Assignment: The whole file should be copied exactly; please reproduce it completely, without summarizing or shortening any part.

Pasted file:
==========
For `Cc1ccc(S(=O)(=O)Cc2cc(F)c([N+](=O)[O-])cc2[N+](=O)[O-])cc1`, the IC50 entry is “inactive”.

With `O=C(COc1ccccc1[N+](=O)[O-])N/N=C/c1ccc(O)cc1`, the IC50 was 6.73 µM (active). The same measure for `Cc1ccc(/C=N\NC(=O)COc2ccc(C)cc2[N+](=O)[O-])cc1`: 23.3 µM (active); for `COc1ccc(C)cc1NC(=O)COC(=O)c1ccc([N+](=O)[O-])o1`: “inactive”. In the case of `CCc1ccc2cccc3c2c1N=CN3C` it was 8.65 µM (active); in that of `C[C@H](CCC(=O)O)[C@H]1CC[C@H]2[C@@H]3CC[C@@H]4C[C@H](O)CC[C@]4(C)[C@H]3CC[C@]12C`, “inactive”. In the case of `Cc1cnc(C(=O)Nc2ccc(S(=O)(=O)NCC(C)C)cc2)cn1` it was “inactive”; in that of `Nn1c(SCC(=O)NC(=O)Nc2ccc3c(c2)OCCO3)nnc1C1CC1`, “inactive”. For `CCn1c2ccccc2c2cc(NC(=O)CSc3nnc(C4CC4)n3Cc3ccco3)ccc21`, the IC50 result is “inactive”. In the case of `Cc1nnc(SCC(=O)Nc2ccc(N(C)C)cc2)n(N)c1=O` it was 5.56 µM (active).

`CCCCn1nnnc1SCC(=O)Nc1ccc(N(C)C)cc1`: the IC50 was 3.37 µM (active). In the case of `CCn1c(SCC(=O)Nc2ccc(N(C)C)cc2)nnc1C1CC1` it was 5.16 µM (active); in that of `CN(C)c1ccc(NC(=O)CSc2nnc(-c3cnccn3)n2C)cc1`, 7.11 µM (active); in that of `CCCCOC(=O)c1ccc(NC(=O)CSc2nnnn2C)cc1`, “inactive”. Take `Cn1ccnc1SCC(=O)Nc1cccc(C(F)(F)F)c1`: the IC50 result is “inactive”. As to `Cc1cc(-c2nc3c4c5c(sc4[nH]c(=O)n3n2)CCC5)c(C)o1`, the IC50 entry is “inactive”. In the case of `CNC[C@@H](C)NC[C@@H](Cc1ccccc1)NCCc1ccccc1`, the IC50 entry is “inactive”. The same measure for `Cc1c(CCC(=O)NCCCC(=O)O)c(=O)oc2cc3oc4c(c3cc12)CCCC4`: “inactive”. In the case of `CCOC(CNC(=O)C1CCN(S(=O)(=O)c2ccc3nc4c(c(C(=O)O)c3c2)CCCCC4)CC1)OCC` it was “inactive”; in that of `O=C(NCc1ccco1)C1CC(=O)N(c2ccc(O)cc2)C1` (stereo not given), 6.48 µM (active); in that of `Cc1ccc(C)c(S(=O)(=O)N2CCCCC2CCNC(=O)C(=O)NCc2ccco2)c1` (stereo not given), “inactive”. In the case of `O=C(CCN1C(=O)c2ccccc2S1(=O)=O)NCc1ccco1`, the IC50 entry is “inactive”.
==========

For `Cc1ccc(S(=O)(=O)Cc2cc(F)c([N+](=O)[O-])cc2[N+](=O)[O-])cc1`, the IC50 entry is “inactive”.

With `O=C(COc1ccccc1[N+](=O)[O-])N/N=C/c1ccc(O)cc1`, the IC50 was 6.73 µM (active). The same measure for `Cc1ccc(/C=N\NC(=O)COc2ccc(C)cc2[N+](=O)[O-])cc1`: 23.3 µM (active); for `COc1ccc(C)cc1NC(=O)COC(=O)c1ccc([N+](=O)[O-])o1`: “inactive”. In the case of `CCc1ccc2cccc3c2c1N=CN3C` it was 8.65 µM (active); in that of `C[C@H](CCC(=O)O)[C@H]1CC[C@H]2[C@@H]3CC[C@@H]4C[C@H](O)CC[C@]4(C)[C@H]3CC[C@]12C`, “inactive”. In the case of `Cc1cnc(C(=O)Nc2ccc(S(=O)(=O)NCC(C)C)cc2)cn1` it was “inactive”; in that of `Nn1c(SCC(=O)NC(=O)Nc2ccc3c(c2)OCCO3)nnc1C1CC1`, “inactive”. For `CCn1c2ccccc2c2cc(NC(=O)CSc3nnc(C4CC4)n3Cc3ccco3)ccc21`, the IC50 result is “inactive”. In the case of `Cc1nnc(SCC(=O)Nc2ccc(N(C)C)cc2)n(N)c1=O` it was 5.56 µM (active).

`CCCCn1nnnc1SCC(=O)Nc1ccc(N(C)C)cc1`: the IC50 was 3.37 µM (active). In the case of `CCn1c(SCC(=O)Nc2ccc(N(C)C)cc2)nnc1C1CC1` it was 5.16 µM (active); in that of `CN(C)c1ccc(NC(=O)CSc2nnc(-c3cnccn3)n2C)cc1`, 7.11 µM (active); in that of `CCCCOC(=O)c1ccc(NC(=O)CSc2nnnn2C)cc1`, “inactive”. Take `Cn1ccnc1SCC(=O)Nc1cccc(C(F)(F)F)c1`: the IC50 result is “inactive”. As to `Cc1cc(-c2nc3c4c5c(sc4[nH]c(=O)n3n2)CCC5)c(C)o1`, the IC50 entry is “inactive”. In the case of `CNC[C@@H](C)NC[C@@H](Cc1ccccc1)NCCc1ccccc1`, the IC50 entry is “inactive”. The same measure for `Cc1c(CCC(=O)NCCCC(=O)O)c(=O)oc2cc3oc4c(c3cc12)CCCC4`: “inactive”. In the case of `CCOC(CNC(=O)C1CCN(S(=O)(=O)c2ccc3nc4c(c(C(=O)O)c3c2)CCCCC4)CC1)OCC` it was “inactive”; in that of `O=C(NCc1ccco1)C1CC(=O)N(c2ccc(O)cc2)C1` (stereo not given), 6.48 µM (active); in that of `Cc1ccc(C)c(S(=O)(=O)N2CCCCC2CCNC(=O)C(=O)NCc2ccco2)c1` (stereo not given), “inactive”. In the case of `O=C(CCN1C(=O)c2ccccc2S1(=O)=O)NCc1ccco1`, the IC50 entry is “inactive”.